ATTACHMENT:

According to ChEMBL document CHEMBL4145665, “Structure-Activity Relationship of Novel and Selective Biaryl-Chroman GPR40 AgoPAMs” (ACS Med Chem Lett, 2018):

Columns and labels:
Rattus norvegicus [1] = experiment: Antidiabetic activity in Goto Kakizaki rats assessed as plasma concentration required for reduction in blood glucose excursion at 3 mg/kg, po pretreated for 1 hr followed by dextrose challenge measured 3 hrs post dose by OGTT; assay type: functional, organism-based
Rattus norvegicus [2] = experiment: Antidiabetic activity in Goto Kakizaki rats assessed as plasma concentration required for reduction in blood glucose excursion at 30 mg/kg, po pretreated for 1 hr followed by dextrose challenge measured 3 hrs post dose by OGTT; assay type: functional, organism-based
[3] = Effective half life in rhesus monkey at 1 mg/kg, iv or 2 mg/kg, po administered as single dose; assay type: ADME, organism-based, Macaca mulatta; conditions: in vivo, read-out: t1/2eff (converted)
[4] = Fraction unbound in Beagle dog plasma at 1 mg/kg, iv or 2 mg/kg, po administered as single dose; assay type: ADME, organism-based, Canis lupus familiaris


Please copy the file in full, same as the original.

According to ChEMBL document CHEMBL4145665, “Structure-Activity Relationship of Novel and Selective Biaryl-Chroman GPR40 AgoPAMs” (ACS Med Chem Lett, 2018):

Columns and labels:
Rattus norvegicus [1] = experiment: Antidiabetic activity in Goto Kakizaki rats assessed as plasma concentration required for reduction in blood glucose excursion at 3 mg/kg, po pretreated for 1 hr followed by dextrose challenge measured 3 hrs post dose by OGTT; assay type: functional, organism-based
Rattus norvegicus [2] = experiment: Antidiabetic activity in Goto Kakizaki rats assessed as plasma concentration required for reduction in blood glucose excursion at 30 mg/kg, po pretreated for 1 hr followed by dextrose challenge measured 3 hrs post dose by OGTT; assay type: functional, organism-based
[3] = Effective half life in rhesus monkey at 1 mg/kg, iv or 2 mg/kg, po administered as single dose; assay type: ADME, organism-based, Macaca mulatta; conditions: in vivo, read-out: t1/2eff (converted)
[4] = Fraction unbound in Beagle dog plasma at 1 mg/kg, iv or 2 mg/kg, po administered as single dose; assay type: ADME, organism-based, Canis lupus familiaris